Other magnificent buildings and interesting things not to be missed are (you can see all of them during the walking tour):
- still unfinished, beautiful St. George's cathedral,
- the Presidential Residence (Tuynhuys) - a palace dating back to the 18th century with beautiful details and an amazing background of the table mountain
- Houses of Parliament with the statue of Queen Victoria (19th century)
- Cape Town City Hall - a monumental building from the beginning of the 20th century - it is impressive but some of the areas around are very dodgy, probably due to the proximity of a bus station
- note also the oldest church in Cape town - the Groote Kerk, squeezed in between modern buildings
- if you're interested in the history of slavery, Slavery Museum is located right beside the Groote Kerk Church
- a piece of the infamous Berlin Wall which was given to Nelson Mandela as a gift
- St. George's Mall - nice, cozy pedestrian street with beautiful parks
- the infamous High Court where some unfair trails took place - you can see the division of white/colored people during the apartheid on the benches in front of the building
Original, South African food
We wanted to try some original food from South Africa and the people in the hostel recommended a restaurant that serves unique dishes, such as crocodile, ostrich or wild boar. It's definitely not suitable for vegetarians but for meat eaters it sounded like a treat. We decided to go for it.
We had learned from the previous experience that after dark, we were supposed to take an Uber rather than walk and we got to the restaurant safely. The interior was nice and cozy with some live music on - the only thing that was discouraging were the prices. But anyway, you don't have a chance to try such delicacies everyday, so we ordered the selection of various kinds of meat.
And the experience - nothing that special. It was nice but I had expected my taste buds to be surprised by the new tastes. It all had a flavor similar to pretty ordinary steak, with the exception of crocodile. I had heard it was similar to chicken but for me it was way more chewy. But other pieces of meat, like the antelope or warthog were tasty. Summing up - it's cool to try once but I wouldn't order it again.
Bo-Kaap district is a unique, completely different area of Cape Town. Founded by Malaysian/South Asian descendants, it boasts bright, vividly colored buildings in a unique architectural style, some reminding of the houses you can find in Great Britain - but you won't find these colors in the UK! This quarter is populated mainly by Muslims so you can also see the oldest mosque in Cape Town - from 1844.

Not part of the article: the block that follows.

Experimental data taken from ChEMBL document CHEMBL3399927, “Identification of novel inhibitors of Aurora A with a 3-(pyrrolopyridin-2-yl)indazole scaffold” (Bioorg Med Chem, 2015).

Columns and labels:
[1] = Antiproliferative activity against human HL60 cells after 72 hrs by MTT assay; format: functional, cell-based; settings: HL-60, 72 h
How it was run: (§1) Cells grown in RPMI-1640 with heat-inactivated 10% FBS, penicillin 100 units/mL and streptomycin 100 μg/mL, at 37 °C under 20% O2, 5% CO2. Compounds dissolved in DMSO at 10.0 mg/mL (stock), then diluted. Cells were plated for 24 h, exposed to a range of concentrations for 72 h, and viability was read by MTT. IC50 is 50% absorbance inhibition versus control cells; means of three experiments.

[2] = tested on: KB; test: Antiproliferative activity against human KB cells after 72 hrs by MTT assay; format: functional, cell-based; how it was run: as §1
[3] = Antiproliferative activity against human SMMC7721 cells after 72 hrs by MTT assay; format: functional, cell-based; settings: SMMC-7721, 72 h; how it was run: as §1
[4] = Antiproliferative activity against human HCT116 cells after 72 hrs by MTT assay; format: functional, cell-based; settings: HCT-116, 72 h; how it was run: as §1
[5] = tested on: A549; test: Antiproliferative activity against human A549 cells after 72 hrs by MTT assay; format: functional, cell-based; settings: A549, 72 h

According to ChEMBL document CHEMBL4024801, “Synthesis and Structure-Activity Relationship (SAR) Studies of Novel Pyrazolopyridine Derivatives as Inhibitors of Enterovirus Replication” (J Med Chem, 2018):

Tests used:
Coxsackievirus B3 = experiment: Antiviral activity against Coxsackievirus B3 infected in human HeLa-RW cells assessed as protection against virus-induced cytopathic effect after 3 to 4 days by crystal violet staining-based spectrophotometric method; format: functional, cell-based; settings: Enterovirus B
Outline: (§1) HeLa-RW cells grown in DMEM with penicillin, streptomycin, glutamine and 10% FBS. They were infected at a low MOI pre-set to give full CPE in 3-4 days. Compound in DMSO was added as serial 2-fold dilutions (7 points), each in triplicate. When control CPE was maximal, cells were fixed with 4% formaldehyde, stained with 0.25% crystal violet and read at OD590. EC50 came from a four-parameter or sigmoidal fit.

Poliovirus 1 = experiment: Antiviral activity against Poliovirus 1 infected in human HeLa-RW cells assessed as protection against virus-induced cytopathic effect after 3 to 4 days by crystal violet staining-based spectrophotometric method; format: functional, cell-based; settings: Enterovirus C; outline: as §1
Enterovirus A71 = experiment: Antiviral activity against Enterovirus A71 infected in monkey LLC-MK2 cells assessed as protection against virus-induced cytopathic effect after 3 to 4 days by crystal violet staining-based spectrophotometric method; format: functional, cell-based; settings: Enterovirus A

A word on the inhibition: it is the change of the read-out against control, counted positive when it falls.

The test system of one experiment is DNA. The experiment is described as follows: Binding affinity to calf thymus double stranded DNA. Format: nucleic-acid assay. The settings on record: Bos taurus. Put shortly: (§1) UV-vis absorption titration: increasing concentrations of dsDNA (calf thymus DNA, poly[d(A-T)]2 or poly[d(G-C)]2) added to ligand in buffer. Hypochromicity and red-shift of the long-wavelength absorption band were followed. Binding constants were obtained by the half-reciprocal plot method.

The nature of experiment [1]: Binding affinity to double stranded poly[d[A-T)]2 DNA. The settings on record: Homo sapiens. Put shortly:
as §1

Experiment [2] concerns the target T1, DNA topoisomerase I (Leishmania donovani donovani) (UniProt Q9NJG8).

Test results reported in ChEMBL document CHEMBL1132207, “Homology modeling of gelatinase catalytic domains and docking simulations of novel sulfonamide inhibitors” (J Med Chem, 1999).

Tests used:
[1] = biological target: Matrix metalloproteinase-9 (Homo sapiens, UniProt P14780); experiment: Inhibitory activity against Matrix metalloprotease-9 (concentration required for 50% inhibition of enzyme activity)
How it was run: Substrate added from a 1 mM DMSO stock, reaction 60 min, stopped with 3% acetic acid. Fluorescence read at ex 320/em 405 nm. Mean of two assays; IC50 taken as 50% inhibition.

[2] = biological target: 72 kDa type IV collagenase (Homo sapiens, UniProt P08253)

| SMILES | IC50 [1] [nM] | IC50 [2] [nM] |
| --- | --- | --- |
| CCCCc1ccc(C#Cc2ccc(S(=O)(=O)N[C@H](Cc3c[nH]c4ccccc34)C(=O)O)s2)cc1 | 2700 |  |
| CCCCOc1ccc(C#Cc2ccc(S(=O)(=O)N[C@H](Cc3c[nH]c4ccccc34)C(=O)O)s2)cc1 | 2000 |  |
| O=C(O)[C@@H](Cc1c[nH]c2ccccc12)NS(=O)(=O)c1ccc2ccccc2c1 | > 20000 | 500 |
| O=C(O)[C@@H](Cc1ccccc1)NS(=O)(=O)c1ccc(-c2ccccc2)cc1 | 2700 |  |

Bo-Kaap seems like a separate town, but although it doesn't match with the rest of the city, it's easy enough to walk there with the free walking tour. Don't miss it because although it's small, it's so different and original that it's definitely worth a short visit.
There is nothing visually appealing about District Six, but this tour is for those who would love to find out more about the complicated history of South Africa. And it's so worth it. It's also makes us more aware that there are still so many things in us, humans that we need to work on.
District Six was destroyed during the 1970's just because the government under apartheid regime decided that it's not good for many cultures to live in one area. And District Six was the most diverse part of Cape Town. The houses and buildings (with the exception of churches) were destroyed and the citizens themselves were relocated into other areas, sometimes as far as 25 km (20 miles) from District Six.
Nowadays, the only thing you see in District Six are the endless swathes of wild grass and some huts of homeless people here and there. It is truly a sad and hopeless sight.
Go to see District Six only with a guide because, first, there is absolutely nothing there, just empty fields, so to understand the tragedy of this place, you'll need some explanation. The other reason is that some parts of the area are not too safe, our guide warned us not to venture too far.
Other places to see in Cape Town
We have climbed both the Table Mountain and Lion's Head, we've walked around the waterfront to check out the best beaches in the city and had a ride along the two coastlines: of the Atlantic and Indian Ocean. All the places were spectacular and really worth visiting! Have a look at the "Related Posts" section below to find out how to get to all those places and what to expect from them!
Author: Tom @ Adventurous Travels
Copying without permission is not allowed. If you wish to use any of the site's content (photos or text) or work with us, please contact us.
We welcome questions, advice, support or criticism. However, spam comments will be removed.